The Electoral Commission is hoping to reduce spoilt and rejected ballots, at least, by 50 percent under its five-year strategic plan.
The plan is aimed at creating a world class, trusted and independent electoral body well positioned to better deliver on its constitutional mandate.
Out of 275 constituencies that voting took place in the 2012 general elections, only two - Kpandai in the North Region and Prestea Huni Valley in the Western Region – are said not to have registered any invalid votes.
Figures published by the Electoral Commission for the 2012 presidential election indicated that a total of 251,720 ballots cast were rejected outright, out of 11,246,982 votes put into the ballot boxes.
The rejected ballots were more than combined votes obtained by six presidential aspirants.
A breakdown of total votes gained by the presidential candidates is as follows: John Dramani Mahama (NDC), 5,574,76 votes; Nana Addo Dankwa Akufo-Addo (NPP), 5,248,898 votes; Henry Herbert Lartey (GCPP), 38,223 votes; Papa Kwesi Nduom (PPP), 54,362 votes; Kwesi Adai Odike (UFP), 8,877 votes; Hassan Ayariga (PNC), 24,617 votes; Abu Sakara Foster (CPP), 20,323 votes; and Jacob Osei Yeboah (IND), 15,201 votes.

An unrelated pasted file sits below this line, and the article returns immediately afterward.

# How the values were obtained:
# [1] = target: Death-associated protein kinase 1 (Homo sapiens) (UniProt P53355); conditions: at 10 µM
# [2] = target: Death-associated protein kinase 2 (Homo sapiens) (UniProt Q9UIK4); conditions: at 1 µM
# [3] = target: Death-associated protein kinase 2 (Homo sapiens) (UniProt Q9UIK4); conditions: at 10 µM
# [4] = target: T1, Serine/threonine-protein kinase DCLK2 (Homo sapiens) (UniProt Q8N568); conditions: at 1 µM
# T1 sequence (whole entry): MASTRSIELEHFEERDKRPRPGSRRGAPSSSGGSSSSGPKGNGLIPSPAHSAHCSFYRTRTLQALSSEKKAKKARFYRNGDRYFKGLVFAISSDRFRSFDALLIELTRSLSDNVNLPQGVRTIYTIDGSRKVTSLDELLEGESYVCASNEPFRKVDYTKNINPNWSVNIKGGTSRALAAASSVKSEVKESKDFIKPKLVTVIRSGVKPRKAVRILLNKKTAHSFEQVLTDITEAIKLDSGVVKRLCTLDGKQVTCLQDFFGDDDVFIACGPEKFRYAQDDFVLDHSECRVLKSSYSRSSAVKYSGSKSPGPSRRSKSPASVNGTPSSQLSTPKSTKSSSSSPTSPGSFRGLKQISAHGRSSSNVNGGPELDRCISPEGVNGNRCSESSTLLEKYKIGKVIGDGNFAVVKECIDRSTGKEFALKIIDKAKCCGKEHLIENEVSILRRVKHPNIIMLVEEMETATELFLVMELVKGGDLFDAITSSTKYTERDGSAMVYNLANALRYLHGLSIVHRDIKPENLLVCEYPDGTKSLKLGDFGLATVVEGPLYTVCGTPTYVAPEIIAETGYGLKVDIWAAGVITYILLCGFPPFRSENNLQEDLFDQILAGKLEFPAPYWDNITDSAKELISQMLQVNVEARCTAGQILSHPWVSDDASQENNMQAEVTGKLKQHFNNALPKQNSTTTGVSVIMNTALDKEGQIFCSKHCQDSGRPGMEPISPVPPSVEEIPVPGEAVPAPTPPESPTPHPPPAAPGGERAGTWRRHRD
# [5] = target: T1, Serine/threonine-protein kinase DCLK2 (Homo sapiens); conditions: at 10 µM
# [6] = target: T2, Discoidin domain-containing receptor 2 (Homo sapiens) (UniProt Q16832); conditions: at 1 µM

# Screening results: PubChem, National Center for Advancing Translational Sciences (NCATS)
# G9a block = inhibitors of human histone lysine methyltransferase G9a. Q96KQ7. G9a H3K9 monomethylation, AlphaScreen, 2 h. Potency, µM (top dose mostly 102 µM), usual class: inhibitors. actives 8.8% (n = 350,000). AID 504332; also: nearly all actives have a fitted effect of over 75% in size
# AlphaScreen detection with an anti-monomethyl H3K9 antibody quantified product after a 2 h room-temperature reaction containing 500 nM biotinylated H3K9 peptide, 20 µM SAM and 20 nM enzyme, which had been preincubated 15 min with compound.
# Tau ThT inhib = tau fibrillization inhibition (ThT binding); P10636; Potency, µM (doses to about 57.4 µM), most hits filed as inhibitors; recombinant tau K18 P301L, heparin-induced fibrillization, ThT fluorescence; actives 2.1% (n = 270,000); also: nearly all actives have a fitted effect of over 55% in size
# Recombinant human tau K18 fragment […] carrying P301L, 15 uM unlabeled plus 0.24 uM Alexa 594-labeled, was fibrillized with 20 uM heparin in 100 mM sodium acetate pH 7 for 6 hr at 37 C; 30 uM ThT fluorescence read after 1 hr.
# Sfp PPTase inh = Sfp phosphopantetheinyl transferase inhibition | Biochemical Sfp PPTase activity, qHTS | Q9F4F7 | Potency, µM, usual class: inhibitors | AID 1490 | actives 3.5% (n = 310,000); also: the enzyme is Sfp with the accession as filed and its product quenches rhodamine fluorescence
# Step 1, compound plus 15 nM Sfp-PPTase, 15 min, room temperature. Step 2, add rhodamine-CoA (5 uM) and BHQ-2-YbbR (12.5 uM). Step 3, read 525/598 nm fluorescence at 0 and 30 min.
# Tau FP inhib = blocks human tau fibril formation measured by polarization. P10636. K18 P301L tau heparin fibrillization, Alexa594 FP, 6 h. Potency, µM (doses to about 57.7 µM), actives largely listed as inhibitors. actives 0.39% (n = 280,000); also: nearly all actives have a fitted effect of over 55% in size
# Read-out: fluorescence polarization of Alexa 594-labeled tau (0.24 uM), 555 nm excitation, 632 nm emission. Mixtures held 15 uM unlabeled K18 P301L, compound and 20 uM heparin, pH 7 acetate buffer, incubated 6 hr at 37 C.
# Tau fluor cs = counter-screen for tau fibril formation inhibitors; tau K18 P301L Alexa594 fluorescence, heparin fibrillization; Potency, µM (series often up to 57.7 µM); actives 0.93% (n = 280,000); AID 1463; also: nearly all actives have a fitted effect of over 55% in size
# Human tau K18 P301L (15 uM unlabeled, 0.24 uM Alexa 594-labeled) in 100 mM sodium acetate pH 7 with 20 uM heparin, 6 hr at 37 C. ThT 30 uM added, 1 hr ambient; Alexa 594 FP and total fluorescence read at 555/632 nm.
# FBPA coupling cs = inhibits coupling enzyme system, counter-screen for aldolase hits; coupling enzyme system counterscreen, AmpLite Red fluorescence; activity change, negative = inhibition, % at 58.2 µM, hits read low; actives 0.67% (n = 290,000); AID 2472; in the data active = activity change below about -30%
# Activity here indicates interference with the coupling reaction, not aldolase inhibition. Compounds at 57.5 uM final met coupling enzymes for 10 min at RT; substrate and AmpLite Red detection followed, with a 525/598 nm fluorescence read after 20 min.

Chairman of the Electoral Commission, Mrs. Charlotte Osei admitted to the media Tuesday that her outfit has for years focused exclusively with political parties, which she suspected might have accounted for the high spoilt ballots.
She said the commission will therefore broaden its engagement to include public service institutions, civil society organizations, religious bodies and other recognized institutions.
“We also need to broaden voter education so that we can drive active participation, we can reduce rejected ballots by at least 50 percent and also ensure that the people understand and have confidence in the work that we are doing; and this we can only do through engaging better with our internal and external stakeholders,” she noted.
Story by Isaac Essel | myjoyonline.com | Ghan